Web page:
It is mandatory that the 2013 act be implemented in workplaces all over the country regardless of the nature of work or status of the woman worker. The present article is based on a study conducted in the government offices of Kerala on the implementation of the 2013 act and the working mechanism of ICCs therein. Kerala is known to be a relatively progressive state in India when it comes to the indicators of women’s development, remarkable even by international standards. According to the 2011 Census, 52% of the population are women. But increasing crimes against women, both at home and the workplace, in Kerala reveals the contradiction of the Kerala model of development. As per the report of the Kerala State Crime Records Bureau for the period January–July 2016, 5,485 cases of atrocities against women were reported.

On 9 December 2013, the union government passed an order, applicable to all state governments and union territories, to implement the 2013 act in their area. The Government of Kerala further ordered all organisations, whether government, quasi government and private institutions, to form ICCs. But seeing the inactiveness of employers and heads of different departments, the social justice department on 23 May 2016 again issued an order (1556/B3/16/Social Justice Department) reminding those employers to constitute the committees in their office. The order also states that it is the responsibility of the employers to ensure an environment for the smooth functioning of these committees and to implement its decisions. The order further provides for a fine of ₹50,000 for those employers who fail to fulfil these obligations. The order concludes by saying that there are many government and private organisations which are yet to constitute the committee and majority of the private sector organisations are unaware about the existence of such laws.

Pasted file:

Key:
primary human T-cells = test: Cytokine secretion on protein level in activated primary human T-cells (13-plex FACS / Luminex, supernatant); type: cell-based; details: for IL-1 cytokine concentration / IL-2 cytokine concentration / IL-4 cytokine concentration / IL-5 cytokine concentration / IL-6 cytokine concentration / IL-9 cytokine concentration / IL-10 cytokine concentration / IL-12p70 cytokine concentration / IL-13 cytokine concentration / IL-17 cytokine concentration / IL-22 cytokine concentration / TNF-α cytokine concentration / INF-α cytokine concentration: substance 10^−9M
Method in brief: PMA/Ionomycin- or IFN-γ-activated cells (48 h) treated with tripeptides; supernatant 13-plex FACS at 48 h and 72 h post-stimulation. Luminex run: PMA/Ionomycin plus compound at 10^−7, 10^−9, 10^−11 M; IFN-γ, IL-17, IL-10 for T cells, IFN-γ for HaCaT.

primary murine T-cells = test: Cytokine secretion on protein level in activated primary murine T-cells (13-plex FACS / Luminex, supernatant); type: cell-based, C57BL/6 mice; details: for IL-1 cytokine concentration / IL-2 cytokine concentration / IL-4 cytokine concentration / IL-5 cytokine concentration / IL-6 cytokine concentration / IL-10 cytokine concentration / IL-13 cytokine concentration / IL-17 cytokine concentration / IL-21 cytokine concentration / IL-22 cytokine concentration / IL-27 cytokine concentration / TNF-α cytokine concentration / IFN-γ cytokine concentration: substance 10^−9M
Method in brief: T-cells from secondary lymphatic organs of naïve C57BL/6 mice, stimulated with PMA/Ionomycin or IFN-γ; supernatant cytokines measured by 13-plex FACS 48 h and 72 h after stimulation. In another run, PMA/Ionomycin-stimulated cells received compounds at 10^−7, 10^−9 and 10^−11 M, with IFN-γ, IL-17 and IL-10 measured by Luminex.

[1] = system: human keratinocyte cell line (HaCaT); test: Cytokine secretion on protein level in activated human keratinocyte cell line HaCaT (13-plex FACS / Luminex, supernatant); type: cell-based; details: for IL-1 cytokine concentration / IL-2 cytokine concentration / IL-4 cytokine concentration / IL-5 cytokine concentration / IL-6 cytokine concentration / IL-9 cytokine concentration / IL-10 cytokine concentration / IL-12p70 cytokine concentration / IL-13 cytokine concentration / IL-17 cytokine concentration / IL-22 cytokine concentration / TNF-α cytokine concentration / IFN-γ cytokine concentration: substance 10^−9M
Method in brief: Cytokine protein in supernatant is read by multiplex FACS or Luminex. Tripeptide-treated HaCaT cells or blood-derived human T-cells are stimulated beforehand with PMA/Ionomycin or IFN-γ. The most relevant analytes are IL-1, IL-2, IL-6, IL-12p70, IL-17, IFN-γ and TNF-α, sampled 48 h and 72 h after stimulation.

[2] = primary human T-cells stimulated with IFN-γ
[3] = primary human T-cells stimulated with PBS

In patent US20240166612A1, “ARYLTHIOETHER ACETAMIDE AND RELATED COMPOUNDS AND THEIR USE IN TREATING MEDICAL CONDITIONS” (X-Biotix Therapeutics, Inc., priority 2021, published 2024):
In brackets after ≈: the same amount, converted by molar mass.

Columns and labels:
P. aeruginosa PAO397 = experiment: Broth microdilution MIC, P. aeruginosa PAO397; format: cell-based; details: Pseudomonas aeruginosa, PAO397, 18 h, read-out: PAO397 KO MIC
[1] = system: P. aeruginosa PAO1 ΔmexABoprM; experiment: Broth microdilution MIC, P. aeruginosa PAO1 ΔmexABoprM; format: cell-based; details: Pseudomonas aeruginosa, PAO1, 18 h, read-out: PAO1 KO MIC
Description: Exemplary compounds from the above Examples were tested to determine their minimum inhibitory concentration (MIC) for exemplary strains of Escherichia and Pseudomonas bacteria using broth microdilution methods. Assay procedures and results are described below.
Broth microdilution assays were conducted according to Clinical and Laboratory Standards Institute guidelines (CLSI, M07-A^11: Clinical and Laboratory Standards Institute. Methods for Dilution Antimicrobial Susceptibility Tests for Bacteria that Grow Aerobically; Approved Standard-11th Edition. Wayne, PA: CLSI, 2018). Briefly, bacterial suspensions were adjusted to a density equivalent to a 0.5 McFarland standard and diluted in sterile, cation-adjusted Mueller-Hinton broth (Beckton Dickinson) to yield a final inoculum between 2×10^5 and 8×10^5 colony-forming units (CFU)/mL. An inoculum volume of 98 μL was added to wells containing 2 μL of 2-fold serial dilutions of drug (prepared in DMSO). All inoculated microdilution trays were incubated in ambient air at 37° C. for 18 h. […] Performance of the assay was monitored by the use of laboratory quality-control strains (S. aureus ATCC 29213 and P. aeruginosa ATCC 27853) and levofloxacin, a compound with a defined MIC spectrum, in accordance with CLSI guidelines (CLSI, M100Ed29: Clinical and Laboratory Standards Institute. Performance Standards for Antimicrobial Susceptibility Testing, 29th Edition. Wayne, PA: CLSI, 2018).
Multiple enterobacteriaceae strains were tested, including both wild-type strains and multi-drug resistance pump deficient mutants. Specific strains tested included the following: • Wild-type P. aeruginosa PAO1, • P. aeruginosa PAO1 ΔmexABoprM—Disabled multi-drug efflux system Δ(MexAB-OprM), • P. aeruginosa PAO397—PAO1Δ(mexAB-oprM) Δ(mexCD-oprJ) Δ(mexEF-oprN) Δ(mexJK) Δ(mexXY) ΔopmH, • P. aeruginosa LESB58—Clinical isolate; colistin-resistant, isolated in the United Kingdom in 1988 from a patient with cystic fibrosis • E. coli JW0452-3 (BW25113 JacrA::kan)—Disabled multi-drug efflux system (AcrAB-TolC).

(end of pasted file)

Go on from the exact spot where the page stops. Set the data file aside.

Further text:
To develop an understanding of the ICCs, an exploratory study was undertaken by the researcher in the government offices of Kerala. The present report is based on the interviews of employers, and the chairpersons and members of 15 ICCs. Discussions revolved around the constitution of the committee, meetings held, functioning of the committee, various challenges faced in the current working environment, orientation/awareness programmes conducted, complaints dealt with, etc. The findings of the study are as follows.

Constitution and Dynamics of ICCs

All the 15 study offices have constituted ICCs according to the 2013 act. Among them, two offices constituted ICCs after the introduction of the Vishaka guidelines in 1997, but they were largely inactive and were later reconstituted, according to the new law. It was found that the composition of all 15 ICCs was as prescribed by the law. Seven ICCs had women activists, five had women advocates and three had counsellors as external members. The external member is required, in the words of Justice JS Verma of the Supreme Court, 


To prevent the possibility of any pressure or influence from senior levels, such complaints committee should involve a third party either an NGO or other body who is familiar with the issue of sexual harassment.